Mardy Fish watched from afar as one side of the Wimbledon draw opened up. He couldn’t help but wonder if he would have taken advantage to make a deep run.
Still, the American knew he made the right decision by delaying his return until he could enter a tournament at home in the United States and take the court in front of familiar faces.
Fish has played just one ATP Tour event since pulling out of the U.S. Open before his fourth-round match last September. Apologizing for his ongoing vagueness about the reasons, Fish again hinted Tuesday that many of his obstacles have been mental.
He missed about 2½ months earlier in 2012 because of an accelerated heartbeat, but Fish said the procedure he underwent in May of that year “gave us peace of mind that everything was OK.”
“I’m trying to make sure mentally I’m where I want to be,” he said on a conference call to promote this month’s Citi Open in Washington, which he plans to make his second tournament back.
The 31-year-old Fish said he has worked closely with Jim Loehr, a performance psychologist who has counseled Jim Courier among other pro athletes.
“Some days are better than others,” Fish said. “Some weeks are better than others.”
The night after he lost at Key Biscayne in March 2012, Fish’s heart started racing uncontrollably. That May, doctors induced extreme palpitations to try to pinpoint the problem. He returned for last year’s Wimbledon.
His third-round victory in the U.S. Open went five sets, lasting more than 3 hours and ending after 1 a.m. Afterward, Fish did not attend the news conference, and tournament officials said he was receiving unspecified medical treatment.
The next day, he withdrew before his match against Roger Federer, saying it was for “precautionary measures” on doctor’s advice. At the time, Fish expected to return to the tour quickly.
He didn’t play again until Indian Wells in early March near his Los Angeles home, beating Bobby Reynolds in three sets in his first match back. Afterward, he talked about fighting “some demons.”
“For the first three months after the U.S. Open, I had retired and non-retired in my head almost every week,” he said that day. “And there was awhile where I was done.”
Fish lost to a top-10 player, Jo-Wilfried Tsonga, in the next round in two tiebreakers. He originally planned to play Key Biscayne later that month but wound up skipping it.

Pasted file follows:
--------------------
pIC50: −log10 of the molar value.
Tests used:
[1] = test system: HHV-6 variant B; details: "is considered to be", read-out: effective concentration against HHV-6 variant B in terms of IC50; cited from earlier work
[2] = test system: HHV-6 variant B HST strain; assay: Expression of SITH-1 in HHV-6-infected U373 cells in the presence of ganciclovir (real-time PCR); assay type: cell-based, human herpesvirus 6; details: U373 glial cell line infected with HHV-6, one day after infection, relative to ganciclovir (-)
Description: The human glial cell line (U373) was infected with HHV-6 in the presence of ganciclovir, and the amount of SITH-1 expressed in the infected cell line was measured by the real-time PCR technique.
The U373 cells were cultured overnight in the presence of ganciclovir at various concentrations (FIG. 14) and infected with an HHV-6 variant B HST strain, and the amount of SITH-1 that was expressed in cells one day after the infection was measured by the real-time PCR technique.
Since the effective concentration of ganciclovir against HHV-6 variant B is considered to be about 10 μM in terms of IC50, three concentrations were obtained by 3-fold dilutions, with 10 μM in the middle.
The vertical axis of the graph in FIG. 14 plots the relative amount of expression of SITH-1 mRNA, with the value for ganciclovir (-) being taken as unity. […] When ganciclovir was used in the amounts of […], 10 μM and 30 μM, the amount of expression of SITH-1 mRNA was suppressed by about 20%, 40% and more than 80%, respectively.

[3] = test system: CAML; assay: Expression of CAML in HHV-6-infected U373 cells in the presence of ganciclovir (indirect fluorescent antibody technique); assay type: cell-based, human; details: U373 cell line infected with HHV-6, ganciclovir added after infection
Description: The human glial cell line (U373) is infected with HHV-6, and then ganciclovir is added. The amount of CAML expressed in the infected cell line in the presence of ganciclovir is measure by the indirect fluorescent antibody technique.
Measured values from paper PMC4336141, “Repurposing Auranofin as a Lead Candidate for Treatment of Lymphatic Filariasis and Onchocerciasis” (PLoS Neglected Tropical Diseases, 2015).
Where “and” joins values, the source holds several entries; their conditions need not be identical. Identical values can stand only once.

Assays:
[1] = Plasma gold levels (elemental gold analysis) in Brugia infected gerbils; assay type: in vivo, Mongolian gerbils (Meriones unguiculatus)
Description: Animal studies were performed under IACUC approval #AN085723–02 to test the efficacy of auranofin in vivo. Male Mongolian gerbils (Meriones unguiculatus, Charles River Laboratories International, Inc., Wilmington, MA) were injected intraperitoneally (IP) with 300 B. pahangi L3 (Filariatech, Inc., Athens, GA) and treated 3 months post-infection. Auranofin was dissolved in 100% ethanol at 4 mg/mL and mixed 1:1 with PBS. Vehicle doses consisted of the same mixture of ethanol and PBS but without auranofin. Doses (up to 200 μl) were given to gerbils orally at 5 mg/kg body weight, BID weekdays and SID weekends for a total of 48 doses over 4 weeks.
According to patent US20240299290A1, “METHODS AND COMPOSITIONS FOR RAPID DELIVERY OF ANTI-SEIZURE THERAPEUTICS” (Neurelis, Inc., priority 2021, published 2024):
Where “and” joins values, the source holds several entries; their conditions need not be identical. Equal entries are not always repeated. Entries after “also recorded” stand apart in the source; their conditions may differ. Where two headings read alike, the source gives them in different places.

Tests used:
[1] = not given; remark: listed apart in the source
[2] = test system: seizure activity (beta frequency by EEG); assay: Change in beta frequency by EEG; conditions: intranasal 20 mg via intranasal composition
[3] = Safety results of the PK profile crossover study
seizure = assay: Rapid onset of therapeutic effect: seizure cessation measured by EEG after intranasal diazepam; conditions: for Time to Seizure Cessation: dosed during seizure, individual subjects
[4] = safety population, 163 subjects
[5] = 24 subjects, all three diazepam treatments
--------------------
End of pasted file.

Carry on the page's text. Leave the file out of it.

Since then, his only tournament was a lower-tier Challenger event in Savannah, Ga., in late April, when he lost his first match to 103rd-ranked Ruben Ramirez Hidalgo in three sets. He described those forays as tests of where he stood in his comeback.
“Every move we’ve made has been very calculated,” Fish said.
He has recently returned to the court with his World TeamTennis squad in Sacramento. He plans to enter the Atlanta Open, which starts July 22, then play in Washington a week later.
“I’ve turned the corner and been able to train as hard as I possibly can the last three months,” Fish said.
Skipping Wimbledon was tough; he’s always felt comfortable on those grass courts. And then it was frustrating to see all the upsets that might have given him a clear path to the late rounds.
But the Minnesota native wouldn’t have had his full support system behind him in England.
“It was too far away, too soon,” he said.
Fish, who reached a career-high No. 7 in 2011, tries not to worry about a ranking that has fallen to 61st in the world. He hopes his return will boost the floundering contingent of American men, none of whom reached the third round at Wimbledon.
“I know in the back of my mind that the tour’s not going anywhere,” Fish said. “The more time that goes by, the better I’ll feel.”
He can lean on the experience of successfully coming back from injuries in the past, and Fish even finds a positive in this absence. The last 10 months have put little wear and tear on his body, so perhaps that will lengthen his career. Fish optimistically mentioned Tommy Haas, who is ranked No. 11 at age 35 after missing significant stretches because of injuries.
Fish said he would eventually reveal more about his struggles, hoping to help others who have faced similar trials.
“I’ve done all the right things to put myself in position to come back,” he said. “I’m ready to do it.”